Removal jurisdiction is a creation of statute. See Libhart v. Santa Monica Dairy Co. , 592 F.2d 1062, 1064 (9th Cir. 1979) ("The removal jurisdiction of the federal courts is derived entirely from the statutory authorization of Congress."). When a case "of which the district courts of the United States have original jurisdiction" is initially brought in state court, the defendant may remove it to federal court. 28 U.S.C. § 1441(a). There are two bases for federal subject matter jurisdiction: (1) federal question jurisdiction under 28 U.S.C. § 1331, and (2) diversity jurisdiction under 28 U.S.C. § 1332.
Upon a defendant's removal of a case to federal court, "[i]f at any time before final judgment it appears that the district court lacks subject matter jurisdiction, the case shall be remanded." 28 U.S.C. § 1447(c). If the district court has subject matter jurisdiction, the court "shall have supplemental jurisdiction over all other claims that... form part of the same case or controversy." 28 U.S.C. § 1367(a). However, if the court chooses, it may in its discretion "remand all matters in which State law predominates." 28 U.S.C. § 1441(c). Moreover, a district court has the discretion to remand a properly removed case to state court when no federal claim remains, "upon a proper determination that retaining jurisdiction over the case would be inappropriate." Carnegie-Mellon University v. Cohill , 484 U.S. 343, 357 (1988); Harrell v. 20th Century Ins. Co. , 934 F.2d 203, 205 (9th Cir. 2001). In deciding whether to remand, courts should "consider and weigh... the values of judicial economy, convenience, fairness, and comity[.]" Carnegie-Mellon , 484 U.S. at 350. The Supreme Court in Carnegie-Mellon noted that a district court has "a powerful reason to choose not to continue to exercise jurisdiction" when all federal claims have been eliminated at an early stage of the litigation. Id . at 350-51.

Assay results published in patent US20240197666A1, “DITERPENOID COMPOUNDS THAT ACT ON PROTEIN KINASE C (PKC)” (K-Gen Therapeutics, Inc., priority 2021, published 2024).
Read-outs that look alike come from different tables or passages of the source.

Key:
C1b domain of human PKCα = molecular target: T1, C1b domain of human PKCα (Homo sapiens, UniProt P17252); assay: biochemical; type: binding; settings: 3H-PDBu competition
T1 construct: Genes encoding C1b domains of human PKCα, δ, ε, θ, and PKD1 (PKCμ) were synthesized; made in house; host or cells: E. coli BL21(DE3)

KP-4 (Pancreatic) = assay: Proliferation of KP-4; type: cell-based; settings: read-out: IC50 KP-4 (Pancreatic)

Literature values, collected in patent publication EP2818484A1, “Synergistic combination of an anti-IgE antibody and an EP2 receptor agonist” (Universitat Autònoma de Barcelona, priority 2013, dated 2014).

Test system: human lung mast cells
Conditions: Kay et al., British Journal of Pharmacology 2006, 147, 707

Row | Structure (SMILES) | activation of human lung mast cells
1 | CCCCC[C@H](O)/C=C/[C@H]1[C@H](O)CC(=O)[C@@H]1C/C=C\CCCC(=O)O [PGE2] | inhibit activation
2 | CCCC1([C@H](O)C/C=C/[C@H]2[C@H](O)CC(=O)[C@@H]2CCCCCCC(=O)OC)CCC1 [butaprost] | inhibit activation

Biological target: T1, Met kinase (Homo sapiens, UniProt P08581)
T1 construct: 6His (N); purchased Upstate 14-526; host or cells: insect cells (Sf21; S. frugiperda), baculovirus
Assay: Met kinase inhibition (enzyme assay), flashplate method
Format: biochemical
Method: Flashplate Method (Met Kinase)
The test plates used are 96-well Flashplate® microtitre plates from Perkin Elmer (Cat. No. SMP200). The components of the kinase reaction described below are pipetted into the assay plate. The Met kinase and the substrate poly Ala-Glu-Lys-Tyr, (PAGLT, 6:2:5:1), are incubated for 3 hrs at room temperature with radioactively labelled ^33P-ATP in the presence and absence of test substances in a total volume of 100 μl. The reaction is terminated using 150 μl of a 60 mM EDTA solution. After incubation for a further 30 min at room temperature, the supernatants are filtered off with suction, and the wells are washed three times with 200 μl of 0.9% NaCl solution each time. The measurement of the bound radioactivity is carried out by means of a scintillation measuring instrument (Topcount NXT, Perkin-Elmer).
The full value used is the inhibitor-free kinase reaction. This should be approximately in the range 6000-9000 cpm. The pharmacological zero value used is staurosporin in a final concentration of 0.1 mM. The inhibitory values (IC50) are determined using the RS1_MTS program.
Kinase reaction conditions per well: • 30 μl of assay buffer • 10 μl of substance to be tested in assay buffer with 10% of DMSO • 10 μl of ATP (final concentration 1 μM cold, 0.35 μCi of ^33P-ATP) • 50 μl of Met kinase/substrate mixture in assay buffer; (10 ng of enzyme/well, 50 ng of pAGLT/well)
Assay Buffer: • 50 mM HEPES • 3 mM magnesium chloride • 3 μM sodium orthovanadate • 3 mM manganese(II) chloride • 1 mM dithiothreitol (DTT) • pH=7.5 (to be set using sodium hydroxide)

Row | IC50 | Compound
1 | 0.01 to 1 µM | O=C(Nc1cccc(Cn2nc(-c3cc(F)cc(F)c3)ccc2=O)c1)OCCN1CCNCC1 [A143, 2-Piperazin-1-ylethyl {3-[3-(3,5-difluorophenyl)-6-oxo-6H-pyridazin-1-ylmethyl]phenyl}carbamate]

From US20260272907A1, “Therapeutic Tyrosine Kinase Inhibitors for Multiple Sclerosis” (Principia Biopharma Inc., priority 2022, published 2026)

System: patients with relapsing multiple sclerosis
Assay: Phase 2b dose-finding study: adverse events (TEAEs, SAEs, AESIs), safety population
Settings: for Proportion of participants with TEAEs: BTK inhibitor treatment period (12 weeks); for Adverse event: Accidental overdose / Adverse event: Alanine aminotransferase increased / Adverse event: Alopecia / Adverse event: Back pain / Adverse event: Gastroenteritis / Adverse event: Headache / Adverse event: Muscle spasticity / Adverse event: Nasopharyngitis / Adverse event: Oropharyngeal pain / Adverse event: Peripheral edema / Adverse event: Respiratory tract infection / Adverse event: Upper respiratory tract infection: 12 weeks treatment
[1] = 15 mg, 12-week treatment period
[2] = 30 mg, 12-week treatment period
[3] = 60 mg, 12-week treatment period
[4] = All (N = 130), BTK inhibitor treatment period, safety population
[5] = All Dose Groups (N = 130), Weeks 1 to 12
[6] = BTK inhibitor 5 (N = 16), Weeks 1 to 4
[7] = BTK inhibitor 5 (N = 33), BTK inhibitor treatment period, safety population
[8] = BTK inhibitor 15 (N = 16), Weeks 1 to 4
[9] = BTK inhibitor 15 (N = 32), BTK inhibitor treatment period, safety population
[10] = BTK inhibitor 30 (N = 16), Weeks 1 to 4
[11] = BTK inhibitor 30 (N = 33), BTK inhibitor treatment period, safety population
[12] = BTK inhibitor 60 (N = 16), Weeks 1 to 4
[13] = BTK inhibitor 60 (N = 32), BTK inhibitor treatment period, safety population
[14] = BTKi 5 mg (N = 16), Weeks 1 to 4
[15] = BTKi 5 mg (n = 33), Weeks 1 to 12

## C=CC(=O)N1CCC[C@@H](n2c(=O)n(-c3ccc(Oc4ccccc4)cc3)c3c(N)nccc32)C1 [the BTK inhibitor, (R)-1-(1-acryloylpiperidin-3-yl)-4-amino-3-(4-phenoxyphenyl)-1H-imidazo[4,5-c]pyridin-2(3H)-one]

United removed BASM's state court action to federal court based on federal question jurisdiction. BASM moves to remand on the grounds of lack of subject matter jurisdiction. The only new cause of action presented in BASM's SAC is a claim for quantum meruit. All other causes of action were already ruled upon in Judge Illston's order of August 6, 2012, which determined that the other five claims were not subject to ERISA preemption, so that the only question here is whether BASM's quantum meruit claim is subject to ERISA preemption. Judge Illston found that removal of the original complaint was proper because it included state law claims preempted by ERISA, but that in light of the FAC, the existing state law claims were not subject to ERISA preemption because they arose from the alleged oral contract between BASM and United, rather than the patient's assignment of ERISA rights to BASM. The court declined to exercise supplemental jurisdiction over the remaining state court claims because the federal claims were eliminated at the pleading phase.
Under the Supreme Court's decision in Aetna Health Inc. v. Davila, a state claim is completely preempted under ERISA if (1) "an individual, at some point in time, could have brought [the] claim under ERISA § 502(a)(1)(B), " and (2) "where there is no other independent legal duty that is implicated by a defendant's actions." Marin General Hospital v. Modesto & Empire Traction Co. , 581 F.3d 941, 946 (9th Cir. 2009) (quoting Aetna Health Inc. v. Davila , 542 U.S. 200, 210 (2004)).